74. Acevedo (n 15) 152; Fuller, CJ, ‘Hinduism and Scriptural Authority in Modern Indian Law’ (1988) 30 Comparative Studies in Society and History 225 CrossRefGoogle Scholar.

75. Shayara Bano (n 31) para 19 (Nariman J).

76. ibid para 44; Ajay Hasia v Khalid Mujib Sehravadi (1981) 1 SCC 722.

77. Shayara Bano (n 31) para 45 (Nariman J).

78. ibid para 57.

79. Sengupta (n 73).

80. Ratna Kapur, ‘Triple Talaq Verdict: Wherein Lies the Much Hailed Victory?’ (The Wire, 28 August 2017) <https://thewire.in/171234/triple-talaq-verdict-wherein-lies-the-much-hailed-victory/> accessed 6 October 2017.

81. Constitution of India 1950, art 17.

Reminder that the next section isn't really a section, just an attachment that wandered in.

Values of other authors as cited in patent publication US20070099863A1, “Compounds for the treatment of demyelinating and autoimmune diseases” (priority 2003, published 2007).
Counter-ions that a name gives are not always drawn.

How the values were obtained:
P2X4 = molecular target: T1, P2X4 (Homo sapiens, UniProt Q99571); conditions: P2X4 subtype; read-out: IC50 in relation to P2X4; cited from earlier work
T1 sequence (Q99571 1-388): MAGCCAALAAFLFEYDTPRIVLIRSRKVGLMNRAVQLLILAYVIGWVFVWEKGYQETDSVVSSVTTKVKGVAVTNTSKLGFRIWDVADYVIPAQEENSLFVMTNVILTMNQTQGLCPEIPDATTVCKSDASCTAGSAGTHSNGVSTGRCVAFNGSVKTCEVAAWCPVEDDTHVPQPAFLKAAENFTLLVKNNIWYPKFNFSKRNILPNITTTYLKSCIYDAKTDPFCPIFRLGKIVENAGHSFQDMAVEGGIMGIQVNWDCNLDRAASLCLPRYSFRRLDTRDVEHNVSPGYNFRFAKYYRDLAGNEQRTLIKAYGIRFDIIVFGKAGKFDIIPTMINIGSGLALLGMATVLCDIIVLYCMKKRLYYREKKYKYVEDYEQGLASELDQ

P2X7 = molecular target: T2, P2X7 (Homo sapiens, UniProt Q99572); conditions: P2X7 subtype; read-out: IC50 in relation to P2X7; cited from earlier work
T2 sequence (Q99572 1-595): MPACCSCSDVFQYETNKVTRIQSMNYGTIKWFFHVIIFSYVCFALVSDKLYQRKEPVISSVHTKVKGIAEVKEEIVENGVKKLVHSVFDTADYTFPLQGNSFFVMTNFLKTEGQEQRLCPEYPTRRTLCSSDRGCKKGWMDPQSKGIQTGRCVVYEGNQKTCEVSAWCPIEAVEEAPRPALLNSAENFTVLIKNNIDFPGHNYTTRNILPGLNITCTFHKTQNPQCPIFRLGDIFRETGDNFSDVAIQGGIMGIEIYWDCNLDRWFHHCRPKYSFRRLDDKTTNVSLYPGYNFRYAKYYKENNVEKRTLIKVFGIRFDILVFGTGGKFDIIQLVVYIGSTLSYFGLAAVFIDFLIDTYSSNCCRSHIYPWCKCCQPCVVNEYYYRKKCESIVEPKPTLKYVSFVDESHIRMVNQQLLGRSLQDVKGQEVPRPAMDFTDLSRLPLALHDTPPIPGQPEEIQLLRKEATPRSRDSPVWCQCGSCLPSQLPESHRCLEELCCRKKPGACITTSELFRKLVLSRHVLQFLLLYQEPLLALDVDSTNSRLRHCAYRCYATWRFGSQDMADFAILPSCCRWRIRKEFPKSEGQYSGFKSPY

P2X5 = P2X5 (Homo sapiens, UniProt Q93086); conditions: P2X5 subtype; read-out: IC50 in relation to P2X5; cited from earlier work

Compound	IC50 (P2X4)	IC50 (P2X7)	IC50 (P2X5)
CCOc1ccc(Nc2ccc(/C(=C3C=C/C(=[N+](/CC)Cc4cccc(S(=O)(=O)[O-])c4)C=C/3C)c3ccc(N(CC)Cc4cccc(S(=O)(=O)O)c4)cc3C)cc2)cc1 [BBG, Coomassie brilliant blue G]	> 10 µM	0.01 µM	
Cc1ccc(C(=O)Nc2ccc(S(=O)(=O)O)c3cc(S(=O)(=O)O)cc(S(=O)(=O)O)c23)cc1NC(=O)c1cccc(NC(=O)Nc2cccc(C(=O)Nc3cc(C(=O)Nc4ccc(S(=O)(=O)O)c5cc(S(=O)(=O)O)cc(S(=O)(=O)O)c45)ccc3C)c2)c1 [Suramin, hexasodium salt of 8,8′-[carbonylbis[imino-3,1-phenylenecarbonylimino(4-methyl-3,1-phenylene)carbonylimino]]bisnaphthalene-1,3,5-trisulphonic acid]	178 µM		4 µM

82. ibid art 15(2), 15(4). Art 15(4) was added by the Constitution (First Amendment) Act, 1951.

83. Constitution (Scheduled Castes) Order, 1950; Constitution (Scheduled Tribes) Order, 1950.

84. Dudley Jenkins, Laura, ‘Diversity and Constitution in India: What is Religious Freedom’ (2009) 57 Drake Law Review 913, 932 Google Scholar.

85. ibid 933–934.

86. (2007) 2 SCC 337.

87. ibid 337–338.

88. ibid 339.

89. ibid.

90. (1985) SCC (Supp) 590.

91. ibid 591–592.

92. ibid 594.

93. ibid 595.

94. ibid.

95. ibid (emphasis added).

96. ibid 596.

97. ibid.

98. Jenkins (n 84) 933–934.

99. Note also that Christian dalits do not automatically regain their scheduled caste status if they ‘reconvert’ to Hinduism. See Rajagopal v Armugam, AIR 1969 SC 101 (Supreme Court of India)(holding that a candidate for political office belonging to a scheduled caste who converted to Christianity and then reconverted to Hinduism was not eligible to contest a seat reserved for members of his original scheduled caste).